Data reliability engineering is part of data operations (DataOps), but only part of it. DataOps refers to the larger set of all operational challenges that owners of data platforms will face. These challenges cover issues such as data discovery and governance, cost tracking and management, access controls, and managing an ever-increasing number of queries, dashboards, and ML features and models. .
To draw a parallel with DevOps, reliability and availability are certainly challenges that many DevOps teams are responsible for, but they are often also tasked with other aspects such as developer speed and security considerations.
DRE tools and techniques
While the ink has not dried on the best tools and practices for data reliability engineering, the seven core concepts in Google’s SRE playbook create a solid foundation for data teams to work on.
- Take the risk : It is an inevitable fact that Something will eventually fail. Teams should plan to detect, control, and mitigate failures that do occur, rather than hoping that they can one day achieve perfection.
- Monitor everything: Problems cannot be controlled and mitigated if they cannot be detected. Monitoring and alerts give teams the visibility they need to understand when something is wrong and how to fix it. Observability tools are a mature area for infrastructure and applications, but for data, it’s still an emerging space.
- Set standards: Is the data of high quality or not? It’s a subjective matter that needs to be defined, quantified and agreed upon for teams to move forward. If the definition of good or not good is blurry or misaligned, it will be difficult to fix it. SLI, SLO and SLA are the standardization tools that can be adapted from SRE-land to DRE-land.
- Reduce labor: “Labor” is a word that describes the human work required to make your system work – operational work – as opposed to engineering work that improves the system. Examples: launching an Airflow task or manually updating a schematic. For effective data reliability engineering, it’s worth removing as much work as possible to reduce overhead. For example, tools like Fivetran can reduce data ingestion work, and Looker training sessions can reduce the work of responding to BI requests.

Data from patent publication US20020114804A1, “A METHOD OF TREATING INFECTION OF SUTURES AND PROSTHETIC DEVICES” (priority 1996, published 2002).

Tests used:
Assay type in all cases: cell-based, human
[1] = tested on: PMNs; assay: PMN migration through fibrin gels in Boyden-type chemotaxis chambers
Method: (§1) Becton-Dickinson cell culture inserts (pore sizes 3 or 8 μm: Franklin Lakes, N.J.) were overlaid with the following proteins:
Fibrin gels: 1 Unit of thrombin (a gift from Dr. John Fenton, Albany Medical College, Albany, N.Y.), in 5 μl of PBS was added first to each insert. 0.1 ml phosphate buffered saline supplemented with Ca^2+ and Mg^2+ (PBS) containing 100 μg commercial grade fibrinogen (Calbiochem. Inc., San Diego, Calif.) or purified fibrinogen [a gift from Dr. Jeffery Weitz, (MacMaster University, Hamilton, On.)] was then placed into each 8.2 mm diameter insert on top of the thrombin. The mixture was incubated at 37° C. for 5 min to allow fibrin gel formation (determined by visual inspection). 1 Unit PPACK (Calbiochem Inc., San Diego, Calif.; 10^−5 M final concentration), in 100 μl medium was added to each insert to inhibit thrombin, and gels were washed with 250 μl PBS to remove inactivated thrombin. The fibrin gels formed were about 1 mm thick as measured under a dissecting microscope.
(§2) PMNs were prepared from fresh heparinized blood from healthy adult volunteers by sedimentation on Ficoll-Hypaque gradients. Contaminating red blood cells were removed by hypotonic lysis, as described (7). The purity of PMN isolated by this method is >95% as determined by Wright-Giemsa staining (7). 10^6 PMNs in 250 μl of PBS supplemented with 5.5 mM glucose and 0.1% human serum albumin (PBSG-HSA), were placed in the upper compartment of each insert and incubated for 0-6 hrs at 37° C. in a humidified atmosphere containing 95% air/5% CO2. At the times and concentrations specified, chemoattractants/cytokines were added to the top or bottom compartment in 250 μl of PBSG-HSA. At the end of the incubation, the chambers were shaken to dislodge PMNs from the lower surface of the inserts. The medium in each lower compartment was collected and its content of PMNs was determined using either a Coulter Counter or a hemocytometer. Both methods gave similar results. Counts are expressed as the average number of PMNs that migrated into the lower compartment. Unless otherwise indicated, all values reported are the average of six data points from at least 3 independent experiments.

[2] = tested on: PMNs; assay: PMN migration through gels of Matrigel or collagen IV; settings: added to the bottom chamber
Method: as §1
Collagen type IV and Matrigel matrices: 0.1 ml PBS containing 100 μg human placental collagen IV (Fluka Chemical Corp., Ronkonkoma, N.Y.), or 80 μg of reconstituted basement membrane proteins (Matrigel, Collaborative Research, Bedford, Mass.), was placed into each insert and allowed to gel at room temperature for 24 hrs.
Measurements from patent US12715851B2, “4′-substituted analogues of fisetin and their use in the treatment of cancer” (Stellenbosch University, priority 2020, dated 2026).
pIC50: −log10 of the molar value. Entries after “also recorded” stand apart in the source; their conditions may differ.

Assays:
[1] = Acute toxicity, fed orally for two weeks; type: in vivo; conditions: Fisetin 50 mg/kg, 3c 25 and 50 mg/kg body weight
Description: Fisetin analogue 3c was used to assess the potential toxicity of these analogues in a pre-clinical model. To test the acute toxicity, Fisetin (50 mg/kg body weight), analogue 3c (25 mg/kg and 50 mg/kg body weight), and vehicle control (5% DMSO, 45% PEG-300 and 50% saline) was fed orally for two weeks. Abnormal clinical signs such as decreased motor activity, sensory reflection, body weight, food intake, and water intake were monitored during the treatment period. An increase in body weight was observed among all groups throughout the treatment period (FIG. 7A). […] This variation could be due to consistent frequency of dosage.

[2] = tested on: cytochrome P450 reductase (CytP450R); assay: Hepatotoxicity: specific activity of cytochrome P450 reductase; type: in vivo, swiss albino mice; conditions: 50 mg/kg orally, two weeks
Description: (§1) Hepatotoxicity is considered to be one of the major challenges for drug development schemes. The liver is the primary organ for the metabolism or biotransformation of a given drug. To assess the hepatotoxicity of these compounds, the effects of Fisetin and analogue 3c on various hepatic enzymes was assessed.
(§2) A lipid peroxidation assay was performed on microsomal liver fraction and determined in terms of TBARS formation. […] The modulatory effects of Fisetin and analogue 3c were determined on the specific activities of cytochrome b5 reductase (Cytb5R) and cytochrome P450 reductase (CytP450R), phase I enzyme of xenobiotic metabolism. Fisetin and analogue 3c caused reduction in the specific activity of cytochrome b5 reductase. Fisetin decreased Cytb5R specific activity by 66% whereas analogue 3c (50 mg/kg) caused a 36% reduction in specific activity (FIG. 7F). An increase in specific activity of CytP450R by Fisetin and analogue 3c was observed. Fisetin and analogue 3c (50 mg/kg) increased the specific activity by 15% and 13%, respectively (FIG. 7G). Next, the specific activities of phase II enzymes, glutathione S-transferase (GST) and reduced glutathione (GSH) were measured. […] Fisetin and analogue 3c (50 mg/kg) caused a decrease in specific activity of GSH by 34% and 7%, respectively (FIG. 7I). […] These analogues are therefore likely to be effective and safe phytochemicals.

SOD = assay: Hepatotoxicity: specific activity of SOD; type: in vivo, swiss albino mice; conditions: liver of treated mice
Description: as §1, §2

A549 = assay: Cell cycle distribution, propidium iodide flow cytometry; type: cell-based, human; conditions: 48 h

- Use automation: The complexity of the data platform has increased exponentially and its manual management increases linearly with the workforce. Which is expensive and untenable. Automating manual processes helps data teams scale up their reliability efforts, freeing up brainpower and time to address higher-order issues.
- Control versions: Making changes is ultimately how things get better, but also how things break. This is a lesson that data teams can borrow quite directly from SRE and DevOps, code review, and CI/CD pipelines. After all, pipeline code is still code at the end of the day.
- Keep it simple: The enemy of reliability is complexity. Complexity can’t be completely eliminated – the pipeline is doing something to the data after all – but it can be reduced. Minimizing and isolating the complexity of a pipeline job goes a long way in keeping it reliable
The future of DRE
Data reliability engineering is a very young concept and many companies are help define the tools and practices that will make DRE as effective as SRE and DevOps. If you want to explore the concepts, Data Reliability Engineering Conference is a good starting point. The first event took place in December with over a thousand attendees and speakers from across the industry, including Looker, dbt, Figma, Datadog and Netflix.
Characteristic picture via Pixabay.